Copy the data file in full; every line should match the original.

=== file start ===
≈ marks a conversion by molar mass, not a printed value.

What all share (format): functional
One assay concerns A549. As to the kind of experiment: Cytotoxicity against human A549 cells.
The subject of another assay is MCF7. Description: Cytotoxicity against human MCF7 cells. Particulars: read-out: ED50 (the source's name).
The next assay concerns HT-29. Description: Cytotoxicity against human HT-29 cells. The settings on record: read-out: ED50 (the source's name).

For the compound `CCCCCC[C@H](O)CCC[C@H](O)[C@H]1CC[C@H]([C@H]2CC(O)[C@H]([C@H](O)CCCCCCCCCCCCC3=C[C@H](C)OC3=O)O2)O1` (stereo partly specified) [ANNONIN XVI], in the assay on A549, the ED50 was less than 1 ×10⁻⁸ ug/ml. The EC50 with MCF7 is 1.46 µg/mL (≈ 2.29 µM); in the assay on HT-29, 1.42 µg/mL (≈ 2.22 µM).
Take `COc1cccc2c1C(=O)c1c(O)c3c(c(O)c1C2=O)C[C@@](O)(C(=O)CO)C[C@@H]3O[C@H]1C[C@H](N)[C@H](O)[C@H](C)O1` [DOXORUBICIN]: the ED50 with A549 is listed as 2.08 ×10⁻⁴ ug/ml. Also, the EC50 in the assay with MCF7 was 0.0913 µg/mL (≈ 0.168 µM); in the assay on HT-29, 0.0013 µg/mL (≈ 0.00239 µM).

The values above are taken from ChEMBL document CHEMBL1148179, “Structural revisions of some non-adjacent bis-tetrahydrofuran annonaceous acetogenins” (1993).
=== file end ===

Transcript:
≈ marks a conversion by molar mass, not a printed value.

What all share (format): functional
One assay concerns A549. As to the kind of experiment: Cytotoxicity against human A549 cells.
The subject of another assay is MCF7. Description: Cytotoxicity against human MCF7 cells. Particulars: read-out: ED50 (the source's name).
The next assay concerns HT-29. Description: Cytotoxicity against human HT-29 cells. The settings on record: read-out: ED50 (the source's name).

For the compound `CCCCCC[C@H](O)CCC[C@H](O)[C@H]1CC[C@H]([C@H]2CC(O)[C@H]([C@H](O)CCCCCCCCCCCCC3=C[C@H](C)OC3=O)O2)O1` (stereo partly specified) [ANNONIN XVI], in the assay on A549, the ED50 was less than 1 ×10⁻⁸ ug/ml. The EC50 with MCF7 is 1.46 µg/mL (≈ 2.29 µM); in the assay on HT-29, 1.42 µg/mL (≈ 2.22 µM).
Take `COc1cccc2c1C(=O)c1c(O)c3c(c(O)c1C2=O)C[C@@](O)(C(=O)CO)C[C@@H]3O[C@H]1C[C@H](N)[C@H](O)[C@H](C)O1` [DOXORUBICIN]: the ED50 with A549 is listed as 2.08 ×10⁻⁴ ug/ml. Also, the EC50 in the assay with MCF7 was 0.0913 µg/mL (≈ 0.168 µM); in the assay on HT-29, 0.0013 µg/mL (≈ 0.00239 µM).

The values above are taken from ChEMBL document CHEMBL1148179, “Structural revisions of some non-adjacent bis-tetrahydrofuran annonaceous acetogenins” (1993).